The Background

Three bills were approved in the House of Representatives Wednesday evening, one supporting the right of individuals to protest, another allowing for the U.S. to check on Beijing’s influence over the territory and a third aimed at preventing U.S. weapons from being used by police against protesters.

China’s Response

“If the relevant act were to become law, it wouldn’t only harm China’s interests and China-U.S. relations, but would also seriously damage U.S. interests,” said Geng Shuang, China’s Foreign Ministry spokesperson, in a statement on the body’s website. “China will definitely take strong countermeasures in response to the wrong decisions by the U.S. side to defend its sovereignty, security and development interests.”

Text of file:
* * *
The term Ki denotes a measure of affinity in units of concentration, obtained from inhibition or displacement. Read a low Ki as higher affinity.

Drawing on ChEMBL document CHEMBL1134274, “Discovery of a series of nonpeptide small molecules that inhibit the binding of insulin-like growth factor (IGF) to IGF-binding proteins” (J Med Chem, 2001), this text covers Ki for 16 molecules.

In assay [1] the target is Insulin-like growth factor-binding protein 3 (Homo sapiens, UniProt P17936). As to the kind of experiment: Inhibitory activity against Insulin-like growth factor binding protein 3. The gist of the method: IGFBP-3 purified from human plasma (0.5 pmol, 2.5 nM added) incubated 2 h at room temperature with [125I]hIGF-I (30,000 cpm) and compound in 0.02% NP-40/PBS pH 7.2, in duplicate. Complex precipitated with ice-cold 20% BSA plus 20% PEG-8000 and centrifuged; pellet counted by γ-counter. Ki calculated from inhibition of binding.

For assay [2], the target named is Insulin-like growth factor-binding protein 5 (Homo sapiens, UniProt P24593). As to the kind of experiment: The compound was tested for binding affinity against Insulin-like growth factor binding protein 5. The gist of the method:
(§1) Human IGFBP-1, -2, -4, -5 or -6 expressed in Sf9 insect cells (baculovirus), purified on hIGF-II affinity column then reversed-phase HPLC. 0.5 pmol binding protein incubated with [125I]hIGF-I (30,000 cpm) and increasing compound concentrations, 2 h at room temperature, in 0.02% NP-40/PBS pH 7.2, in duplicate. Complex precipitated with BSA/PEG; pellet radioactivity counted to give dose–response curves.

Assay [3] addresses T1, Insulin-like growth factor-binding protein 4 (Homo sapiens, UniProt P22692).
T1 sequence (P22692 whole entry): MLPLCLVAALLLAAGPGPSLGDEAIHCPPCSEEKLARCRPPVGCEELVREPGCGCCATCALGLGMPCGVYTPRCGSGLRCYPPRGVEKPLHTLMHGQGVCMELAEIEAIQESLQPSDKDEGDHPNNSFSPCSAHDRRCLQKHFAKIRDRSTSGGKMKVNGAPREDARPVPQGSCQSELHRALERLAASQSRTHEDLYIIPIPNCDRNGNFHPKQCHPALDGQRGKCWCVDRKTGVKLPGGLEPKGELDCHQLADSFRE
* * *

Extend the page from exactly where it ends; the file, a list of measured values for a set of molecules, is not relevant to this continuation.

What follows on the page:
Geng said while China was working to restore law and order in Hong Kong, U.S. lawmakers were “disregarding and distorting facts,” by turning criminal acts and violence against police into issues of “human rights or democracy.”

“That is a stark double standard. It fully exposes the shocking hypocrisy of some in the U.S. on human rights and democracy and their malicious intention to undermine Hong Kong’s prosperity and stability to contain China’s development,” said Geng, who urged the U.S. to “stop meddling.”

Trump’s Problem

Last week, CNN reported, Trump, in a call with Chinese President Xi Jinping, promised that the U.S. would stay quiet on the Hong Kong protests while the two countries continued to negotiate a possible end to the ongoing trade war.

Early Wednesday, traders are taking precautionary positions in response to the comments from China’s Foreign Ministry Spokesperson. Bonds, gold and Japanese Yen are being bought and stocks in the U.S. and Europe are being sold.